Client Name

USA Service Dogs

Project Recap

Unify custom WordPress theme & NodeJS application on 1 domain


Lead developer tasked with developing custom WordPress theme & engineering reverse proxy


I had previously work with the client to develop the frontend of a Javascript application hosted on AWS. They wanted to add a WordPress install to do content marketing for the domain, but wants it to be hosted on the same domain.

Possible solutions

We could have easily created a subdomain ( and have the domain registrar point that to the WordPress install on our WordPress host. However, the client didn’t like the way the URL looked, preferring 1 unified domain ( for all applications. More importantly, SEO best practices held that blog should be on the same domain as the main application in order to share any search equity (at least that was the thinking at the time).

Another approach allowed us to host the WordPress install separately, and have it accessible as a subfolder on the primary domain name: This is the approach we decided to go with, as it satisfied the most two main concerns of the client:
– A seamless experience for the visitor that looks like it’s one site,
– Allowed the application to benefit from the search equity earned by the blog


To achieve the first goal of a seamless experience, I created a custom WordPress theme (I created a child theme for Understrap – a “starter” theme based off Automattic’s _’s that makes use of Bootstrap) that matched the main application’s design. We manually imported the existing blog entries and installed the entire blog on our new WordPress hosting partner, Kinsta.

In order to have the blog run on subfolder of the primary domain, I implemented a Reverse Proxy at Kinsta to accept traffic being sent to I then worked with the client to create a rule in the routing application (ExpressJS) to forward requests to Kinsta.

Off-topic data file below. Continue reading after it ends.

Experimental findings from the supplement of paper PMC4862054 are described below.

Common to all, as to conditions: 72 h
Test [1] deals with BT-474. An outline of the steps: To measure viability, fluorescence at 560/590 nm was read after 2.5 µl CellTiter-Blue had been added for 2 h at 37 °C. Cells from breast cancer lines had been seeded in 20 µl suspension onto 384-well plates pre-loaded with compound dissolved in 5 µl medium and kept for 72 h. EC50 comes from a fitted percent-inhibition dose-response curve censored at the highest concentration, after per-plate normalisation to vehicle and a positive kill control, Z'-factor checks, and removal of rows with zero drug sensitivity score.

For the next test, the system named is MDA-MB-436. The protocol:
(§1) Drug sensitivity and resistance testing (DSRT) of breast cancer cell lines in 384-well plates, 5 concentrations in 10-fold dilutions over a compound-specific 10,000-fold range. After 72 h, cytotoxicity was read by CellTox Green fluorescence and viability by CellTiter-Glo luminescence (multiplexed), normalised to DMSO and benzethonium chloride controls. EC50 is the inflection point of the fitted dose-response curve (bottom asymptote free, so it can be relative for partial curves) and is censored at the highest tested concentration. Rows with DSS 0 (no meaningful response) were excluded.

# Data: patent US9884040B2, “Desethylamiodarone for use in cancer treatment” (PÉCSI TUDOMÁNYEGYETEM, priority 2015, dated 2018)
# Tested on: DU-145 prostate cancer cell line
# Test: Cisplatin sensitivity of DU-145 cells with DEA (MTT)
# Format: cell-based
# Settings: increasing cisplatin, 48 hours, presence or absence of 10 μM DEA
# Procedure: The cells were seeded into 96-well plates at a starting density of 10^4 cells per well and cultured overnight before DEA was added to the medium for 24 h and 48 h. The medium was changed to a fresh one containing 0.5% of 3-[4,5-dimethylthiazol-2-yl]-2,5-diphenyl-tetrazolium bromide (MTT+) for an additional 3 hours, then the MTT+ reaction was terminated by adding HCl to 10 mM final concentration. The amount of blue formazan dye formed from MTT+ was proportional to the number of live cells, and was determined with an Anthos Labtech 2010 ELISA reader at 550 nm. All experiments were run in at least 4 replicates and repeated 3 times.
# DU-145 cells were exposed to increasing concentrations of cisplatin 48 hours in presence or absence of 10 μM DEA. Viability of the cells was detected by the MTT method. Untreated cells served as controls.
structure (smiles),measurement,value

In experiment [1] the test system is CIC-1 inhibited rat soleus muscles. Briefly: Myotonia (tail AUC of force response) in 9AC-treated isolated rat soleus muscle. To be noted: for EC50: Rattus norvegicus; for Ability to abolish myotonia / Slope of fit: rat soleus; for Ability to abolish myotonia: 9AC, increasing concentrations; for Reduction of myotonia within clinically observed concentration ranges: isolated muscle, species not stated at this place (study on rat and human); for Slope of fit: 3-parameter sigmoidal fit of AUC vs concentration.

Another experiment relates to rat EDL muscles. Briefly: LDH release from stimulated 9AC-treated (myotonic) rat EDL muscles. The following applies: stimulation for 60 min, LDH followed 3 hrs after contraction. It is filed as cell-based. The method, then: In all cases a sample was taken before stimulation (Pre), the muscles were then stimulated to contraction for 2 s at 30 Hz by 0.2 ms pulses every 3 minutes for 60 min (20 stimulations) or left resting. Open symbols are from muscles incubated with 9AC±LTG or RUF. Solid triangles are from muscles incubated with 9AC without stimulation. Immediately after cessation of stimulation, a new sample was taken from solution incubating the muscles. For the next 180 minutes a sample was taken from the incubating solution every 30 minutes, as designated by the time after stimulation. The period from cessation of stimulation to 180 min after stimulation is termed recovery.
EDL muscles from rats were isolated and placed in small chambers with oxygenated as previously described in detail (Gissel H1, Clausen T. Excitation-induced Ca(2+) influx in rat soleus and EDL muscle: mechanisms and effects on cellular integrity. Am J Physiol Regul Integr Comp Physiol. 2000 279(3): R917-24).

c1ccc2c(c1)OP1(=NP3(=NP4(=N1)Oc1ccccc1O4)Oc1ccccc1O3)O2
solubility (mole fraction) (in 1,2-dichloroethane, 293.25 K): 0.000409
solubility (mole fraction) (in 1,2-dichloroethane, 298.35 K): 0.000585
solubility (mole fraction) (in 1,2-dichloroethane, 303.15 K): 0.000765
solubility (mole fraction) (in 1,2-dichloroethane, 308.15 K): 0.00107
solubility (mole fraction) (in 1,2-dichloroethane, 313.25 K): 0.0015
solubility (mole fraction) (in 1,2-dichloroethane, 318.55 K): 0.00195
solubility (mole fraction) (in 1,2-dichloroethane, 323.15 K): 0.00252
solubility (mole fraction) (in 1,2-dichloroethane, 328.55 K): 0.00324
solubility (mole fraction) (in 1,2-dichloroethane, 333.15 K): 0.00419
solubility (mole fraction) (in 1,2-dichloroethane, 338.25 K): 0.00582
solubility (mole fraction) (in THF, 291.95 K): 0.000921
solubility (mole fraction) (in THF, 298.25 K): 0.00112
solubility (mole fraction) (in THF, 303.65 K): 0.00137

Issues with implementation

The implementation got the job done (which is the goal, after all!), but wasn’t perfect. Time and budget constraints didn’t allow us to fully flesh out what would have been a more manageable solution for the future. The biggest missed opportunity was being able to share the header and footer (which to the visitors experience, are identical) between the two applications. Instead, in order to be able to hit our milestones, we compromised and I simply re-created the existing markup being generated by the JavaScript application in my WordPress theme. This, again, satisfied the goal of allowing the visitor to think of the entire site as one unified website and not know when they had switched between the JavaScript application and the WordPress install.

However, I did build the WordPress headers and footer in a way that will allow for easy replacement in the future, where we can share code between the two applications; this will allow for easier site maintenance moving forward.